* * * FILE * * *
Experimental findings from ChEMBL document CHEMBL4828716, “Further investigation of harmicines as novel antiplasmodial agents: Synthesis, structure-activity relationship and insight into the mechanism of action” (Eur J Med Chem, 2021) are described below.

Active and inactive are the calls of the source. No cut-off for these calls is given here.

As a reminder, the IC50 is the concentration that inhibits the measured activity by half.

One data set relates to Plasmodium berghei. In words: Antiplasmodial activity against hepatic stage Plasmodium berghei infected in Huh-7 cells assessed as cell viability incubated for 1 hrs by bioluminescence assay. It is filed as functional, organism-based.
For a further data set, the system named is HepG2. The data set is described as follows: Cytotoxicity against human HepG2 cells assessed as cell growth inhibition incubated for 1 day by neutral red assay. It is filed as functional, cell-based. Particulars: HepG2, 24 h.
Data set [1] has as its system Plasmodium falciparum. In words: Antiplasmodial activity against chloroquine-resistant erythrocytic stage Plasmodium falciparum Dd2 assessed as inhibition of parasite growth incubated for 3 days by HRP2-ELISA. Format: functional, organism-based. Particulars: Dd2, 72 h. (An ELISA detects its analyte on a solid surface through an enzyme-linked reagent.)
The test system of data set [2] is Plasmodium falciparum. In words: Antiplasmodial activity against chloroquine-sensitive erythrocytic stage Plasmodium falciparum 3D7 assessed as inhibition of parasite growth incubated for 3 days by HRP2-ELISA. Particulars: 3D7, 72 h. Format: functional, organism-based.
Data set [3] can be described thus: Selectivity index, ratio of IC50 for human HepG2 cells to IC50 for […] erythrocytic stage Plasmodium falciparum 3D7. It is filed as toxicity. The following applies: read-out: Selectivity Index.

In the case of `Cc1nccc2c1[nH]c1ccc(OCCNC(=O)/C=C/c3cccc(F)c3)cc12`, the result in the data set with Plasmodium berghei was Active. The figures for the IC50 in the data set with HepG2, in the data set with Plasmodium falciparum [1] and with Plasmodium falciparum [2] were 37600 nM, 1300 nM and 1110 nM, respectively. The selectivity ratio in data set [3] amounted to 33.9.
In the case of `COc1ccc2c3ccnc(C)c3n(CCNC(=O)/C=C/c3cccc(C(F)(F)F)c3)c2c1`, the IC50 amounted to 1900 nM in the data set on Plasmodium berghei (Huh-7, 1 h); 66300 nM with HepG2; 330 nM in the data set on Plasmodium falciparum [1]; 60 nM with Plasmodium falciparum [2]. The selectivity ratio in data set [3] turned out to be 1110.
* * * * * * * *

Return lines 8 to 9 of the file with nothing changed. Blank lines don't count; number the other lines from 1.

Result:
Data set [3] can be described thus: Selectivity index, ratio of IC50 for human HepG2 cells to IC50 for […] erythrocytic stage Plasmodium falciparum 3D7. It is filed as toxicity. The following applies: read-out: Selectivity Index.

In the case of `Cc1nccc2c1[nH]c1ccc(OCCNC(=O)/C=C/c3cccc(F)c3)cc12`, the result in the data set with Plasmodium berghei was Active. The figures for the IC50 in the data set with HepG2, in the data set with Plasmodium falciparum [1] and with Plasmodium falciparum [2] were 37600 nM, 1300 nM and 1110 nM, respectively. The selectivity ratio in data set [3] amounted to 33.9.